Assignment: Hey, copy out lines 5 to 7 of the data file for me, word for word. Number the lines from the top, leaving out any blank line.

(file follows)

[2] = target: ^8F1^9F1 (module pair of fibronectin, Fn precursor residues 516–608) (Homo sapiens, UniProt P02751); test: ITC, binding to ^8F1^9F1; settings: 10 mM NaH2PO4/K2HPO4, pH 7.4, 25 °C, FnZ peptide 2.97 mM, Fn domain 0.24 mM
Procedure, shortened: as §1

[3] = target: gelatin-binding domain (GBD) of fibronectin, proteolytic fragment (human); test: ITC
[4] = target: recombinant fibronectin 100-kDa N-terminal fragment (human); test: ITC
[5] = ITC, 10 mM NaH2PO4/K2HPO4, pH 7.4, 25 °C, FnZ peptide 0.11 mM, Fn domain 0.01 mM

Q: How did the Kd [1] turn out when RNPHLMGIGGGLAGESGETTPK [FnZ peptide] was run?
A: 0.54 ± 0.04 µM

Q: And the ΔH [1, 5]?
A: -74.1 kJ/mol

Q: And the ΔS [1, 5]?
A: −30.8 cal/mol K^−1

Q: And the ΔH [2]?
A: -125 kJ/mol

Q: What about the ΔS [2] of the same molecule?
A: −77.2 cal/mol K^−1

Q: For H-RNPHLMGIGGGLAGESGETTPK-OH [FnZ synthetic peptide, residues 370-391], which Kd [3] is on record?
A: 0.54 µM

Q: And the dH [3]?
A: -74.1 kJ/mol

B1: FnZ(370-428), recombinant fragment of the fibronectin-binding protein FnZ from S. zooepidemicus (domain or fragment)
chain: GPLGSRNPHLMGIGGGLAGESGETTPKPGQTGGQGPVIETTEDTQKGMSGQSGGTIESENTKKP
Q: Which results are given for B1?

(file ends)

[5] = ITC, 10 mM NaH2PO4/K2HPO4, pH 7.4, 25 °C, FnZ peptide 0.11 mM, Fn domain 0.01 mM

Q: How did the Kd [1] turn out when RNPHLMGIGGGLAGESGETTPK [FnZ peptide] was run?
A: 0.54 ± 0.04 µM